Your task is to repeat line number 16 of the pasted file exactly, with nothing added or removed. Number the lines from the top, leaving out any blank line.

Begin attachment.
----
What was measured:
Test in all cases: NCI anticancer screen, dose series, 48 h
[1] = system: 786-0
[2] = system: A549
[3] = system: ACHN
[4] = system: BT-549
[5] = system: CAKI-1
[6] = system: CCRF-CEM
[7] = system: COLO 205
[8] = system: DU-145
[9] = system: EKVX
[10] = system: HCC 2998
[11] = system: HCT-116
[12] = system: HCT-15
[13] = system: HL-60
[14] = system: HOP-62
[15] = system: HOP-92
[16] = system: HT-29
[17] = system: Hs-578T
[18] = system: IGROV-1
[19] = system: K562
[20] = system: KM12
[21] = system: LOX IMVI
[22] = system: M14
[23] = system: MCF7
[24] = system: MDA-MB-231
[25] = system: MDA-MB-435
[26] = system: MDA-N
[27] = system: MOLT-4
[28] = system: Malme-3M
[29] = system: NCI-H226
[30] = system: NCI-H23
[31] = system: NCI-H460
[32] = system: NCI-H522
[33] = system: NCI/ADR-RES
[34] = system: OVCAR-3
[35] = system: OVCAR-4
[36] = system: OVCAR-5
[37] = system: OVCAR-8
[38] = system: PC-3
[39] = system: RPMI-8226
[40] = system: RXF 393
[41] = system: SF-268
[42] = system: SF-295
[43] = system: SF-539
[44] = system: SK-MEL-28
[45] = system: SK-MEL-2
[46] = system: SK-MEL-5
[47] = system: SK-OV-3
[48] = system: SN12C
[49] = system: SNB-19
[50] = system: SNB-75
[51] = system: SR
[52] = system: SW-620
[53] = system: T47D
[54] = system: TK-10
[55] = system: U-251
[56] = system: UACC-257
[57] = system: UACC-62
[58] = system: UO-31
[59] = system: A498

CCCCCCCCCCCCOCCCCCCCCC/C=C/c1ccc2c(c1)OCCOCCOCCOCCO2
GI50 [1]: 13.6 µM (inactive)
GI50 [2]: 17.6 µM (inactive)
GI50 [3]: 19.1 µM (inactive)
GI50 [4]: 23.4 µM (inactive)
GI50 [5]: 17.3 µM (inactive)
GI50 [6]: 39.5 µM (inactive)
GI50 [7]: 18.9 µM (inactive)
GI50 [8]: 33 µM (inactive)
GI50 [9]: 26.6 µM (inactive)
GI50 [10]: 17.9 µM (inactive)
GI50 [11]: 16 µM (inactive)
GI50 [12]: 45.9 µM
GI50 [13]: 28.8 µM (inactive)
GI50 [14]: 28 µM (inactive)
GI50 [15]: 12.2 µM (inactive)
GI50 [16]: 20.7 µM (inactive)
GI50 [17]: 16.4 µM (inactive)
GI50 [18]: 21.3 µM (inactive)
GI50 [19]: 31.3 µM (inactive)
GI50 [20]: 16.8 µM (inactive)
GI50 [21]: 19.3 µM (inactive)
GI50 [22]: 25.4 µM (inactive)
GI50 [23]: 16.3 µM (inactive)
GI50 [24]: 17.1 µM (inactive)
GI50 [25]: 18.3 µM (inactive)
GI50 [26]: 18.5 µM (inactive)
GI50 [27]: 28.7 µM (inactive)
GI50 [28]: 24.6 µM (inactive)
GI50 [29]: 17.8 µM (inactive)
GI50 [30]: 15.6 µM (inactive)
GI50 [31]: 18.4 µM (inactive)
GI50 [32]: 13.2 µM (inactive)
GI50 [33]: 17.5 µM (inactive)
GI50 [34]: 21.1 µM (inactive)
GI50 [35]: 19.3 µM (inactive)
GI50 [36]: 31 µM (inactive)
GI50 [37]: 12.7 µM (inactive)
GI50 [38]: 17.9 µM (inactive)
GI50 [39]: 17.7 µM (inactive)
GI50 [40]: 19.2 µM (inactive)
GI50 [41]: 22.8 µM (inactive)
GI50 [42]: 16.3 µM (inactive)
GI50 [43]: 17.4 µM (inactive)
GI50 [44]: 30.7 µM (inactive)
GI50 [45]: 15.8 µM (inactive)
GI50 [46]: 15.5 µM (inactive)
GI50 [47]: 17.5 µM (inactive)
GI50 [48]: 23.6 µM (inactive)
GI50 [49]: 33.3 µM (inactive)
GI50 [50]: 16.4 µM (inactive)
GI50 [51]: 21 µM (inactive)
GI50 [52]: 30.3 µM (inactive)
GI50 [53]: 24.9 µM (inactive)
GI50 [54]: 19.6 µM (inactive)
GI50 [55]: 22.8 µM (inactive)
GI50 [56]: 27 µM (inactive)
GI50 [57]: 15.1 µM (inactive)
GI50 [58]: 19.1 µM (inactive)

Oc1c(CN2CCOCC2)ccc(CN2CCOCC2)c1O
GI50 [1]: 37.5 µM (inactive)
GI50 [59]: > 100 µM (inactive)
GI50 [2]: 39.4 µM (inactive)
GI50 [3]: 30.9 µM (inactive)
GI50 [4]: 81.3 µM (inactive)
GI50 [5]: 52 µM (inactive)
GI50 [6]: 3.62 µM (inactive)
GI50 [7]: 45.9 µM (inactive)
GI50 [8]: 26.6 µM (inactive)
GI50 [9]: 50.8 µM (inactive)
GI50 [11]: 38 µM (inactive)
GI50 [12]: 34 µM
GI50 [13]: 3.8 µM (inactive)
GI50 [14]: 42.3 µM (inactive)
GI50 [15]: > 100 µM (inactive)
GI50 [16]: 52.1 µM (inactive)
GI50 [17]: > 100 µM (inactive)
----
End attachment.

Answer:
[14] = system: HOP-62